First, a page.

… ma non troppo!

“I look upon the invention of the metronome as a welcome means of assuring the performance of my compositions everywhere in the tempi conceived by me, which to my regret have so often been misunderstood.”

– Beethoven

To listen press on the audio player below
(you can also download the file –
click on the three dots on the right):

To use the carousel, click on or touch the number 1 on the top left; it will open up to fill your screen, you can then move through the four slides (while still listening to my mellifluous tones) by using the arrows at the side; to leave it simply press Escape (Esc) or, on your phone or tablet, the small x in the top right hand corner (Apple users please let me know if any of this works).


42 performances of those opening 21 bars (use the red timings to see that particular interpreter or, in the complete performances, that particular movement) …

0:00​ Leonard Bernstein, Wiener Philharmoniker
0:25​ Paavo Järvi, Deutsche Kammerphilharmonie Bremen
0:42​ Daniel Barenboim, West-Eastern Divan Orchestra
1:03​ John Eliot Gardiner, Orchestre Révolutionnaire et Romantique
1:22​ Christian Thielemann, Wiener Philharmoniker
1:43​ Claudio Abbado, Berliner Philharmoniker
2:01​ Pierre Boulez, New Philharmonia Orchestra
2:27​ Simon Rattle, Wiener Philharmoniker
2:44​ Otto Klemperer, Philharmonia Orchestra
3:07​ Yannick Nézet-Séguin, Philadelphia Orchestra
3:21​ Herbert von Karajan, Berliner Philharmoniker
3:41​ Franz Welser-Möst, London Philharmonic Orchestra
4:02​ Myung-Whun Chung, Seoul Philharmonic
4:22​ George Szell, Cleveland Orchestra
4:43​ Nikolaus Harnoncourt, Berliner Philharmoniker
5:02​ Mikhail Pletnev, Russian National Orchestra
5:30​ Gianandrea Noseda, NHK Symphony Orchestra
5:45​ Riccardo Muti, Philadelphia Orchestra
6:07​ Edo de Waart, Hong Kong Philharmonic
6:24​ Daniel Harding, Mahler Chamber Orchestra
6:41​ Karl Böhm, Wiener Philharmoniker
7:06​ Seiji Ozawa, NHK Symphony Orchestra
7:26​ Gustavo Dudamel, Simón Bolivar Symphony Orchestra
7:47​ Herbert Blomstedt, Gewandhausorchester Leipzig
8:06​ Peter Eötvös, Ensemble Modern
8:25​ Arturo Toscanini, NBC Symphony
8:47​ Teodor Currentzis, MusicaEterna
9:03​ Sergiu Celibidache, Münchner Philharmoniker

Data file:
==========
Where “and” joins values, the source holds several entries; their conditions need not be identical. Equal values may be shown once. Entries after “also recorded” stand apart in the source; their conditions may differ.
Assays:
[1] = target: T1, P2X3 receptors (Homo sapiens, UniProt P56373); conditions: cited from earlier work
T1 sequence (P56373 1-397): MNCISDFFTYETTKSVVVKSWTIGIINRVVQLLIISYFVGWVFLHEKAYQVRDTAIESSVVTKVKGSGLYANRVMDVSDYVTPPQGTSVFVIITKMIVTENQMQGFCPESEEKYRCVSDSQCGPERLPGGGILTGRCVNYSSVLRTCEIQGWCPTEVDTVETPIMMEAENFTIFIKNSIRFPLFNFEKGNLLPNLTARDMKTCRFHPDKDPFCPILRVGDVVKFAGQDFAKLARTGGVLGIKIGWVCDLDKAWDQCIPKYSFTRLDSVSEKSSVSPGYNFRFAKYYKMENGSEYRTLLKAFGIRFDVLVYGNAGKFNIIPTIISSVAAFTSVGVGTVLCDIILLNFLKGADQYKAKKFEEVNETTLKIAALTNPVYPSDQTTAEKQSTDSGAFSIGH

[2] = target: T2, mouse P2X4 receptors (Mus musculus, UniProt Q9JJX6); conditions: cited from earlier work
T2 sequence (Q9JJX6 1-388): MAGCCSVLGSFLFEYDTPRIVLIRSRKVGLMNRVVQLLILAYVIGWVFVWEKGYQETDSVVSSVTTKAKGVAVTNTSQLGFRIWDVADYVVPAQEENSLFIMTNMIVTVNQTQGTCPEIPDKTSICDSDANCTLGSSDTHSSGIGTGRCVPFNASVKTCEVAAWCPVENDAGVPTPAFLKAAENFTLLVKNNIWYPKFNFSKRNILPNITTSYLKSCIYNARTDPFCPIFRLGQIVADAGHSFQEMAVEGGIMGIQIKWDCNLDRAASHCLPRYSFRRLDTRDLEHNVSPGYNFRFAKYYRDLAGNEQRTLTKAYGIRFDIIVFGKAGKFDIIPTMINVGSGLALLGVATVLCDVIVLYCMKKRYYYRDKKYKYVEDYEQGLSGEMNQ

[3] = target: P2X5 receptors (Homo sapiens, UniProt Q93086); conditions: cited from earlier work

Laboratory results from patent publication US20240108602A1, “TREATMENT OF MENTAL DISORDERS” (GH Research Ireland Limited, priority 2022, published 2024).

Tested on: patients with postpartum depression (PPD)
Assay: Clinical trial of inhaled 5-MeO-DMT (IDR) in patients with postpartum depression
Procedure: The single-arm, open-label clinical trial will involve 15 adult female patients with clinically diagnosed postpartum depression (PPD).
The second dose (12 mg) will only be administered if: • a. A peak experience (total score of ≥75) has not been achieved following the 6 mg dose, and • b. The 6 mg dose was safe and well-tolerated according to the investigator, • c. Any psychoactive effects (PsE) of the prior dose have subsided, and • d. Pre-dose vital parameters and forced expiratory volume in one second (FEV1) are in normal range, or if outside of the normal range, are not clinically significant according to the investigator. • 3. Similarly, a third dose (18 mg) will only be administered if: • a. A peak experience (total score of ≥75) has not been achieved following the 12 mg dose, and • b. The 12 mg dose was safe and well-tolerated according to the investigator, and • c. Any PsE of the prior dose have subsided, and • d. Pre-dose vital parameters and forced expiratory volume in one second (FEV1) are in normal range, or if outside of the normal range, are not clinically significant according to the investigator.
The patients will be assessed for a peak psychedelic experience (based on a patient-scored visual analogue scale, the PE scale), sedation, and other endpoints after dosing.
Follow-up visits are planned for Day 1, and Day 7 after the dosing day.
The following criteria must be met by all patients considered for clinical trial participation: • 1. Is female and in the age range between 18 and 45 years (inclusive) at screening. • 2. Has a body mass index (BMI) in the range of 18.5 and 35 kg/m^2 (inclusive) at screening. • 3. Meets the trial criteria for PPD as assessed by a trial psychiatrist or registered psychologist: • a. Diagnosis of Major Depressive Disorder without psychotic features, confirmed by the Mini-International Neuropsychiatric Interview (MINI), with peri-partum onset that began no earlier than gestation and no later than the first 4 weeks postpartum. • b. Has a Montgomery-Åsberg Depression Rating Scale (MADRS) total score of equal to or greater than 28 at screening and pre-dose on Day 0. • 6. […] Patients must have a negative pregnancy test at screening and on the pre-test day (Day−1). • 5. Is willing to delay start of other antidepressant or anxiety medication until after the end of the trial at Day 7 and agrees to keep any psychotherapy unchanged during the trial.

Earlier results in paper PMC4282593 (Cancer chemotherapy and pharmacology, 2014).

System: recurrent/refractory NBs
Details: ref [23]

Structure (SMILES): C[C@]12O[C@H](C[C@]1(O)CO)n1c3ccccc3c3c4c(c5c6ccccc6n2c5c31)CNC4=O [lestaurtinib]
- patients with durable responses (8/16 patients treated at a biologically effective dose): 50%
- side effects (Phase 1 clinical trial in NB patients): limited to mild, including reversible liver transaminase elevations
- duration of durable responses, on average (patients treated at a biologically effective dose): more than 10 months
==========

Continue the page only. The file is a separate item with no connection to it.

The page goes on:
9:27​ David Zinman, Tonhalle Orchester Zürich
9:46​ Osmo Vänskä, Minnesota Orchestra
10:05​ Erich Kleiber, Concertgebouw Orchestra
10:24​ Carlos Kleiber, Wiener Philharmoniker
10:46​ Bruno Walter, Columbia Symphony Orchestra
11:13​ Andris Nelsons, Wiener Philharmoniker
11:32​ Philippe Herreweghe, Royal Flemish Philharmonic
11:48​ Michael Tilson Thomas, San Francisco Symphony
12:08​ Roger Norrington, Radio-Sinfonieorchester Stuttgart des SWR
12:26​ François-Xavier Roth, Gürzenich-Orchester Köln
12:42​ Iván Fischer, Concertgebouworkest
13:02​ Wilhelm Furtwängler, Berliner Philharmoniker (1954)
13:29​ Andrés Orozco-Estrada, Frankfurt Radio Symphony
13:47​ Masato Usuki, Freude Philharmonie
14:14​ Glenn Gould (Liszt Piano Transcription)


Two contrasted views of the work. While Karajan is no sluggard when it comes to tempo, what’s more of interest is the differences between the big, Berlin Philharmonic, modern orchestral sound and the scaled-down, period instrument approach of the Orchestre Révolutionnaire et Romantique. Which do you prefer?

Allegro con brio 1:02
Andante con moto 8:29
Allegro – Scherzo 17:59
Allegro 22:53

Allegro con brio 00:01
Andante con moto 06:50
Allegro – Scherzo 15:30
Allegro 22:49


Should you want to follow through on any of the other performances:

Beethoven’s 5th Symphony on YouTube


Any copyrighted material on these pages is included as “fair use”, for the purpose of study, and critical analysis only, and will be removed at the request of the copyright owner(s).

5 Comments

  1. I really enjoyed the version with the period intruments. I found the other version too loud and busy. Probably just me!

  2. I enjoyed the contrasting approaches in how conductors tackled the famous five. The differences in speed are amazing. Why so fast when what is being represented is ‘fate knocking at the door’? I was trying to detect differences in how they emphasised the quavers – if at all. Not so easy.

  3. A fascinating range of performances and conducting styles! Speed is, or should be, determined partly by the resonance of the hall. I thought Gardiner played it too fast in such a resonant acoustic. My favourite was Erich Kleiber, plenty of brio and crystal clear.

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